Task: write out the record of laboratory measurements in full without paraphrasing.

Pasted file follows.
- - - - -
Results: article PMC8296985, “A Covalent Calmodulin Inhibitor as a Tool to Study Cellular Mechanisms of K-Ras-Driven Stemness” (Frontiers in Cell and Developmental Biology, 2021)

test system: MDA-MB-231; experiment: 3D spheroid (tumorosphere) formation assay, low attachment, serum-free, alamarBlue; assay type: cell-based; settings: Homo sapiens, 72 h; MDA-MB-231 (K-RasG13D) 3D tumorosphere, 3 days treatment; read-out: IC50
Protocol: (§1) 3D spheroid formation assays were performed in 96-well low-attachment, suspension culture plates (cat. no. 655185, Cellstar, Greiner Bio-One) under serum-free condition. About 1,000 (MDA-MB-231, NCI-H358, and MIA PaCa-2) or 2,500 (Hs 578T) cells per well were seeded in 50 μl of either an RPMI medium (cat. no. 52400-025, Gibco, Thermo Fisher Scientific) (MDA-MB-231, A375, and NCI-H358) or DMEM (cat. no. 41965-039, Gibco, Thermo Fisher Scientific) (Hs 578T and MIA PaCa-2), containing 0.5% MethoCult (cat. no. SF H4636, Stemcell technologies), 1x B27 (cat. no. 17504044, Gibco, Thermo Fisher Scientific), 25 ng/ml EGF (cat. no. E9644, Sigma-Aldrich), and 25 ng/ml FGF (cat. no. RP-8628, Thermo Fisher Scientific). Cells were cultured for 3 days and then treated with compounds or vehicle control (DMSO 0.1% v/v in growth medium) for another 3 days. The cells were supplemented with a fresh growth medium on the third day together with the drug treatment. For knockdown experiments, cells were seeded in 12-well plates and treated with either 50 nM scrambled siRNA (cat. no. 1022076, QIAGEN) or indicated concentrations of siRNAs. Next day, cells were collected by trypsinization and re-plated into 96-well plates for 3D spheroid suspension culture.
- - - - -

Results: article PMC8296985, “A Covalent Calmodulin Inhibitor as a Tool to Study Cellular Mechanisms of K-Ras-Driven Stemness” (Frontiers in Cell and Developmental Biology, 2021)

test system: MDA-MB-231; experiment: 3D spheroid (tumorosphere) formation assay, low attachment, serum-free, alamarBlue; assay type: cell-based; settings: Homo sapiens, 72 h; MDA-MB-231 (K-RasG13D) 3D tumorosphere, 3 days treatment; read-out: IC50
Protocol: (§1) 3D spheroid formation assays were performed in 96-well low-attachment, suspension culture plates (cat. no. 655185, Cellstar, Greiner Bio-One) under serum-free condition. About 1,000 (MDA-MB-231, NCI-H358, and MIA PaCa-2) or 2,500 (Hs 578T) cells per well were seeded in 50 μl of either an RPMI medium (cat. no. 52400-025, Gibco, Thermo Fisher Scientific) (MDA-MB-231, A375, and NCI-H358) or DMEM (cat. no. 41965-039, Gibco, Thermo Fisher Scientific) (Hs 578T and MIA PaCa-2), containing 0.5% MethoCult (cat. no. SF H4636, Stemcell technologies), 1x B27 (cat. no. 17504044, Gibco, Thermo Fisher Scientific), 25 ng/ml EGF (cat. no. E9644, Sigma-Aldrich), and 25 ng/ml FGF (cat. no. RP-8628, Thermo Fisher Scientific). Cells were cultured for 3 days and then treated with compounds or vehicle control (DMSO 0.1% v/v in growth medium) for another 3 days. The cells were supplemented with a fresh growth medium on the third day together with the drug treatment. For knockdown experiments, cells were seeded in 12-well plates and treated with either 50 nM scrambled siRNA (cat. no. 1022076, QIAGEN) or indicated concentrations of siRNAs. Next day, cells were collected by trypsinization and re-plated into 96-well plates for 3D spheroid suspension culture.